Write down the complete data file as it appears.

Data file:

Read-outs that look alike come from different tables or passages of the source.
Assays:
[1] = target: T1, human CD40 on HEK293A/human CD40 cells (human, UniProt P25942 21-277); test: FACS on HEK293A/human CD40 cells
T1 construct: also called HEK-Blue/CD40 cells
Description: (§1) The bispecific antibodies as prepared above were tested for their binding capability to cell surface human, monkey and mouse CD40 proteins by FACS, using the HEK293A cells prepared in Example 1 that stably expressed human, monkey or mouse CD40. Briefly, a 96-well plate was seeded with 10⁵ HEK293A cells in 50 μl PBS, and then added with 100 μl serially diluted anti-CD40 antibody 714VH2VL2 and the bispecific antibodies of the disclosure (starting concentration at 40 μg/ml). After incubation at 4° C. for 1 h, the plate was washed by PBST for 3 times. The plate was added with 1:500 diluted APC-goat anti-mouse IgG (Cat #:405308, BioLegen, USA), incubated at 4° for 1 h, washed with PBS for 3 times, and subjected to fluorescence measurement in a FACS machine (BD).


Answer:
Read-outs that look alike come from different tables or passages of the source.
Assays:
[1] = target: T1, human CD40 on HEK293A/human CD40 cells (human, UniProt P25942 21-277); test: FACS on HEK293A/human CD40 cells
T1 construct: also called HEK-Blue/CD40 cells
Description: (§1) The bispecific antibodies as prepared above were tested for their binding capability to cell surface human, monkey and mouse CD40 proteins by FACS, using the HEK293A cells prepared in Example 1 that stably expressed human, monkey or mouse CD40. Briefly, a 96-well plate was seeded with 10⁵ HEK293A cells in 50 μl PBS, and then added with 100 μl serially diluted anti-CD40 antibody 714VH2VL2 and the bispecific antibodies of the disclosure (starting concentration at 40 μg/ml). After incubation at 4° C. for 1 h, the plate was washed by PBST for 3 times. The plate was added with 1:500 diluted APC-goat anti-mouse IgG (Cat #:405308, BioLegen, USA), incubated at 4° for 1 h, washed with PBS for 3 times, and subjected to fluorescence measurement in a FACS machine (BD).